treated like shit. It's just like an assembly line, in some cases, with the
commercial publishers very much in control. I wanted to investigate this,
and write something about it, because the chick lit writers themselves can't
really say anything for fear of being dropped by their publishers. I also
wanted to try to encourage people to read more interesting women's fiction.
Novels like Sister Crazy by Emma Richler, and Lili by Annie Wang are easy to
read but ten million times better than all that over-commercialised rubbish.

Can you tell us why you dislike TV with so much passion?

I used to be obsessed with TV. I loved cutting-edge dramas and intelligent
documentaries and surreal, semi-absurd sitcoms. But now everything on TV
seems so formulaic. Factual TV is the worst. I quite liked that makeover
show, Would Like To Meet, when it was first on - but how many weeks can you
sit through the same 'story'? The format is so repetitive it actually makes
me feel ill. Every week they say and do the same things, and the only
difference is the person being made-over. This applies to all makeover
shows. And dramas these days are just very badly written, full of
stereotyical characters, awful dialogue and plots so covered with signposts
they may as well be motorway roundabouts. Also, I've realised that TV makes
you depressed. I read about a study that suggested that people who watch a
lot of TV are actually having their brains fooled into thinking they have a
social life when they really don't. So now I'm trying to make up for lost
time and attempting to fill my life with real things instead. On one level,
both Bright Young Things and Going Out are about young people trying to
escape from a world full of junky pop culture.

You were sent to boarding school by your father at the age of 12. How
has that experience shaped your writing?

I was sent to boarding school by my father at the age of 14, in fact. I was
only there for 18 months but I got lots of things out of the experience: in
particular, a fear of being confined and a problem with authority. There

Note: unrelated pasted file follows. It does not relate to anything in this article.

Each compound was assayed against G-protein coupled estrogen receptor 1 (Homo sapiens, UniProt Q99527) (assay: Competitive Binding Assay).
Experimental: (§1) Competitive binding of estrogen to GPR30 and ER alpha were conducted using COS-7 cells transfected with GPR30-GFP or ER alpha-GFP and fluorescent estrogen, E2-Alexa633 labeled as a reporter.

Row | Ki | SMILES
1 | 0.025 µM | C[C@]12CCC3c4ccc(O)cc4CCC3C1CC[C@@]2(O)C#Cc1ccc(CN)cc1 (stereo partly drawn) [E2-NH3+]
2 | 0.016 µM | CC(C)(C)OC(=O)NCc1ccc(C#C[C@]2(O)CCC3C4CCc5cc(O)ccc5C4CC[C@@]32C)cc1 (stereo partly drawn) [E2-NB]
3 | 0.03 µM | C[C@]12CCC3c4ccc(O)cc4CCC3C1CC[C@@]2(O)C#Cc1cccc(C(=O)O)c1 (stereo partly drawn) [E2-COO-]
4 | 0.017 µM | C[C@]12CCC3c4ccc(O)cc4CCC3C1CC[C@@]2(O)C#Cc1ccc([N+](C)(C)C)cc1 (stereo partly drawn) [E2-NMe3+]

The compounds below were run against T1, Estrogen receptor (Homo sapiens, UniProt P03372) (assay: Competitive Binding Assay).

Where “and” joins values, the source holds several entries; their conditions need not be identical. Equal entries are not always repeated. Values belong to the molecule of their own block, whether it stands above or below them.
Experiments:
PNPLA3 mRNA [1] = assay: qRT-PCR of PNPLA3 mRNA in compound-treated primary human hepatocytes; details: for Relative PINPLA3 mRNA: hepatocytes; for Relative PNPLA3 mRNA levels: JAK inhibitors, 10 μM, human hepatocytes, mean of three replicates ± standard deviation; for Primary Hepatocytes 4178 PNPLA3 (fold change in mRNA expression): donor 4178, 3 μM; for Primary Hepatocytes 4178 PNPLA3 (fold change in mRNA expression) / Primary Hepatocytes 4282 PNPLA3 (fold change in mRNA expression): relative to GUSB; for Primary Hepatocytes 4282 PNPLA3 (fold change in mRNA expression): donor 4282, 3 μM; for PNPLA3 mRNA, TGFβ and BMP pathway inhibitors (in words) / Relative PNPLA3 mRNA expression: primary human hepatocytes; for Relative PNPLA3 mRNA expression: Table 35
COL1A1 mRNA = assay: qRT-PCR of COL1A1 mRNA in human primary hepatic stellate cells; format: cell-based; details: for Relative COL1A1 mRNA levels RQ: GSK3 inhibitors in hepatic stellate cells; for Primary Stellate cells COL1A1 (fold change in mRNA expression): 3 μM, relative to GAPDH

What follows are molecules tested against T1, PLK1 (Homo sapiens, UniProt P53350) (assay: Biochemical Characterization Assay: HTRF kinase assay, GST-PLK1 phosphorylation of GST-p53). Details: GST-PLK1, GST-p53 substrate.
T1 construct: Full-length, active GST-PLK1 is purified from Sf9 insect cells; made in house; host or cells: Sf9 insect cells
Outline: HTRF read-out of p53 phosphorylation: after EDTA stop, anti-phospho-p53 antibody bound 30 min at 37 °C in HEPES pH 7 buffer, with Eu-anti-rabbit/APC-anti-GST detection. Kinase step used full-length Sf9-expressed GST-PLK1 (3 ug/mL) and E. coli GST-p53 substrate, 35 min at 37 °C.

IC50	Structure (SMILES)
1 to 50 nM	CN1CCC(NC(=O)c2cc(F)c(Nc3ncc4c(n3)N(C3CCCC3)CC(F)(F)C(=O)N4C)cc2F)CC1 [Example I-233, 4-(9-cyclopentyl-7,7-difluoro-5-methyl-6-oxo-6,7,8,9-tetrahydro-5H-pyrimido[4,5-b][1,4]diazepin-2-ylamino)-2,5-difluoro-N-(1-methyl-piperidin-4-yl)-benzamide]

were positive things too: I'm able to get on with lots of different people,
I'm quite self-sufficient, and I've pretty much seen it all in terms of
teenage girls' interactions!

Your new novel is Going Out. Tell us a bit about the two central
characters?

Luke is allergic to the sun. As a result, he has pretty much lived in his
bedroom for 25 years. Everything he knows about life he learnt from the TV,
the Internet and American films. He wants to go out but knows it will kill
him. Julie is his next-door neighbour and best friend. She is happy working
as a waitress, living with her dad (her mum left several years ago) and
thinking about maths and quantum physics in secret. She is terrified of the
world. Luke wants to go out and experience everything but Julie would feel
better if she could stay in one room, protected from all the dangers of
life.

How much is this book a 'road trip' novel and have you ever been on a
road trip?

The 'road trip' section in the book happens when a healer contacts Luke and
says he can heal him if he makes the journey to Wales. Then Luke and his
friends have to work out how to do this... In the end, it involves a lot of
tin foil, a space-suit and a VW Camper Van. It's not an easy trip, of
course - Julie is scared of roads, which doesn't help; and since the book is
sent in October 2000, most of the country is flooded. As with all road trip
narratives, the journey is really about self-discovery (and some other stuff